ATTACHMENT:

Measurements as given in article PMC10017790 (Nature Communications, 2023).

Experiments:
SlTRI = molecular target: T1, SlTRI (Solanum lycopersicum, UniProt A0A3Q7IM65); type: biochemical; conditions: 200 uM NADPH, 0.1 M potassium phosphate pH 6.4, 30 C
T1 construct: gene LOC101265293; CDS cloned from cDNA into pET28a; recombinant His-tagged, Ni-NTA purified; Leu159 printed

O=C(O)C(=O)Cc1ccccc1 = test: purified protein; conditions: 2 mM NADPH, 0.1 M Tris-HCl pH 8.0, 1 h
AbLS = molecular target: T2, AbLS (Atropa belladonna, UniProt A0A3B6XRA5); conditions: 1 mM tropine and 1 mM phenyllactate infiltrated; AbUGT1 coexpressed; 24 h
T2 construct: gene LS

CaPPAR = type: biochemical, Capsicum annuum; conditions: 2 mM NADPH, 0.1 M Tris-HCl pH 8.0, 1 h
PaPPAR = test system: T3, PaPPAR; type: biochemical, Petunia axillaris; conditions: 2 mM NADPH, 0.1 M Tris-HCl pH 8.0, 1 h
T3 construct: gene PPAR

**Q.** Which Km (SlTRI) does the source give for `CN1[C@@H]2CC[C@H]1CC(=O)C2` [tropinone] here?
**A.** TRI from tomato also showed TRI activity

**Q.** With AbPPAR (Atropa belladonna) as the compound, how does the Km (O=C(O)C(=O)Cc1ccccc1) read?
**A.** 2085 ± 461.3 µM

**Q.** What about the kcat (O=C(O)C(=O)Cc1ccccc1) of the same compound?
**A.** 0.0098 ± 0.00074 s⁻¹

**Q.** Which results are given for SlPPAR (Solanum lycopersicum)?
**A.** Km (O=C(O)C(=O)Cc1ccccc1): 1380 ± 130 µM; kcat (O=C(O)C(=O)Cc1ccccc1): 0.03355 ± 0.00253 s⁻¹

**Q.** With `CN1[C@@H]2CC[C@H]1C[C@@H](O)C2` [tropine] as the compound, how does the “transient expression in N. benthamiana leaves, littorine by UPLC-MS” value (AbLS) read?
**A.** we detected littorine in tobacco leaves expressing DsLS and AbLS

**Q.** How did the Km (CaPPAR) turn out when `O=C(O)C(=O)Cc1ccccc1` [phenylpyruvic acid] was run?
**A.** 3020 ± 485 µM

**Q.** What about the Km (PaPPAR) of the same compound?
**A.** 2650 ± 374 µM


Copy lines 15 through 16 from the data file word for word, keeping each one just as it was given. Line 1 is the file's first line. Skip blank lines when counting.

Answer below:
**Q.** What about the kcat (O=C(O)C(=O)Cc1ccccc1) of the same compound?
**A.** 0.0098 ± 0.00074 s⁻¹